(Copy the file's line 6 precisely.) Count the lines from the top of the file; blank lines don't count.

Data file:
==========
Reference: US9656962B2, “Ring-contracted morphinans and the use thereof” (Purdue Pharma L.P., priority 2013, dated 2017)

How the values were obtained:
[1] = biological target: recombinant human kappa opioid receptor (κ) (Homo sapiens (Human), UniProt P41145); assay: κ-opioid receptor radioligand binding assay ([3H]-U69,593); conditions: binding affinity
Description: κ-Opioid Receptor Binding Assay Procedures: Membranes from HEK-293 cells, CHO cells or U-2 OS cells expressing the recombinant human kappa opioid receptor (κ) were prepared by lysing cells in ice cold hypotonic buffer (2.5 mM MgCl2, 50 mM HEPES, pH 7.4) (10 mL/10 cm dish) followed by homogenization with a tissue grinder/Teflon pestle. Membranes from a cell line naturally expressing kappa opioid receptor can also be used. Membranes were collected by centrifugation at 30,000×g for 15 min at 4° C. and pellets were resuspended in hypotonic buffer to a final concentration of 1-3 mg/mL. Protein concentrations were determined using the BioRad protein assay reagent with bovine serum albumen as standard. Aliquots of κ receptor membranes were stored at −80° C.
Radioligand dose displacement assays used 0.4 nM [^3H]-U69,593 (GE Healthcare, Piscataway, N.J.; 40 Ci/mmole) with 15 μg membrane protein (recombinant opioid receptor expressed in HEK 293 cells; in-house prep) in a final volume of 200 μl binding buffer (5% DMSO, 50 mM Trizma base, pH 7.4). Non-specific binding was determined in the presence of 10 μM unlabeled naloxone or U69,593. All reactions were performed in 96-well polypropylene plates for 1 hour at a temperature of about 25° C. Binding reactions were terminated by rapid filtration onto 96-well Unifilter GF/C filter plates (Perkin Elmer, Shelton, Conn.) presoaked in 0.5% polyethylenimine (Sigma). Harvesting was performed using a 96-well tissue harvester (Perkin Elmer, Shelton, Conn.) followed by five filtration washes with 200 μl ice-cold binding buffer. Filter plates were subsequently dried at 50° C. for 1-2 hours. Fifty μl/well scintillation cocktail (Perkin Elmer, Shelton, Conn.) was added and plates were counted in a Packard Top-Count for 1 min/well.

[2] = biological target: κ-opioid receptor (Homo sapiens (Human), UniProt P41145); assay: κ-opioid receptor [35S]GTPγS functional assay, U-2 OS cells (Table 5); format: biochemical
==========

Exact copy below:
[2] = biological target: κ-opioid receptor (Homo sapiens (Human), UniProt P41145); assay: κ-opioid receptor [35S]GTPγS functional assay, U-2 OS cells (Table 5); format: biochemical